Lester Strong, 69, a former news anchor for WHDH-TV in Boston, grew up in a Pennsylvania coal town as the son of a Baptist church deacon. He began exploring Eastern philosophies as a young man. Now as he nears his eighth decade, he thinks of himself as a spiritual seeker. He has created a program at New York’s Union Theological Seminary to help boomers contemplate love, fear, purpose, and death.

“All of us are searching for meaning,” Strong said. “I’m open to wherever that meaning may come from. I consider myself a lover of God and a lover of Jesus. I’m also a lover of Buddha, Mohammed, and Moses. There’s validity in many religious disciplines.”

Baby boomers meditated at the Inner Space Meditation Center.

Suzanne Kreiter/Globe staff

Baby boomers meditated at the Inner Space Meditation Center.

Grazing at the spiritual smorgasbord, for many boomers, is part of reevaluating what’s important to them as they age. Those who have recently retired are grappling with a new life with fewer deadlines and demands, and contracting networks of associates. Time becomes more precious, and the question of how to use it becomes more pressing.

The late Swedish sociologist Lars Tornstam, who began surveying older people in the 1980s, coined the term “gerotranscendence” to describe how aging affects spiritual life. He found that, as they get older, many people become less materialistic and more connected to others. They reflect on their ties to generations past and future.

“We’re trying to imagine what we want to do now,” said Sister Sherryl White, 65, a social psychologist who belongs to a Catholic religious order outside Pittsburgh. “In the sense that we’re finite and closer to the end, we need to make good choices.”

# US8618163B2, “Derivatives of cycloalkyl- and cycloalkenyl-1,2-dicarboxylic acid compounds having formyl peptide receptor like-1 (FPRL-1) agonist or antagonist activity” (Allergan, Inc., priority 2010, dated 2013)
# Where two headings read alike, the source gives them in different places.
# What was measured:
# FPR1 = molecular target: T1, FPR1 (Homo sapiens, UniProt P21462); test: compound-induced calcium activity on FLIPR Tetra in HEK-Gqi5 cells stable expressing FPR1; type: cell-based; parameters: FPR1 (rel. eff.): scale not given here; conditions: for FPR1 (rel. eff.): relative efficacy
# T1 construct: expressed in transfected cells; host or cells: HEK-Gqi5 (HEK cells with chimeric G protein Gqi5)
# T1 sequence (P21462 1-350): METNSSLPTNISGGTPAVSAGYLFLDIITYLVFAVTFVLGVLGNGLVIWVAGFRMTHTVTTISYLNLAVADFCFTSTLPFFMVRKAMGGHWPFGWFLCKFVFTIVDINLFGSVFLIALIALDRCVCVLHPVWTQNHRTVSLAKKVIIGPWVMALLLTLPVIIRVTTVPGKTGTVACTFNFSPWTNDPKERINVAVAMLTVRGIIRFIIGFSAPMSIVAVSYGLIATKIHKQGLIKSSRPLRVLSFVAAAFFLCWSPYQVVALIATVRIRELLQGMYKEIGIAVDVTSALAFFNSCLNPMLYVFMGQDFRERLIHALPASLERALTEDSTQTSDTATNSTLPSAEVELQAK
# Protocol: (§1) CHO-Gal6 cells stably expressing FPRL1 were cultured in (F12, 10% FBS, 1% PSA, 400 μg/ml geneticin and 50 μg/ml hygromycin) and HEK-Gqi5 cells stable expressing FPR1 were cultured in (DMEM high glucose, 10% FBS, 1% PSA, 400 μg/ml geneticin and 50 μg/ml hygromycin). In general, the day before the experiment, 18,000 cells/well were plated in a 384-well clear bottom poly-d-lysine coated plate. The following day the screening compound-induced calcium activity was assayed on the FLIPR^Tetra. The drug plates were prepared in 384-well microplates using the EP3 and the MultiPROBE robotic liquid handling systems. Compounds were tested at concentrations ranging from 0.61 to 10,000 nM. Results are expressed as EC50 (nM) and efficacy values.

Choices are particularly important to a generation that came of age during the religious flux of the 1960s and ’70s. The era was marked by the liberal reforms of the Roman Catholic Church in Vatican II, the spread of Eastern religions in the West, and the advent of a politically active evangelical Christian movement.

It was also the era of the Vietnam War and the civil rights and women’s movements, when “we marched and questioned authority,” said Maureen Haughey, 66, who attended Catholic schools and Stonehill College, a Catholic college in Easton, but now considers herself a humanitarian open to many beliefs. “That entire atmosphere was not conducive to being a nice Catholic girl.”

‘It all comes down to loving one another.’

Many who emerged from that era have stuck with their religious origins but channeled some of their spiritual energies into volunteerism or social justice activism.

“Going to church is part of the experience, but it’s not the whole experience,” said the Rev. Peter Gyves, 66, a Jesuit priest who moved from California to Boston in 2016 to run an ecumenical program that fights poverty, racism, and homelessness.

Yet the ranks of the “spiritual but not religious” have also grown nationally, especially in the secular precincts of Massachusetts where church scandals and the mixing of religion with politics have driven many away. As part of a generation suspect of institutions, from businesses to government, many boomers have turned a skeptical eye on organized religion.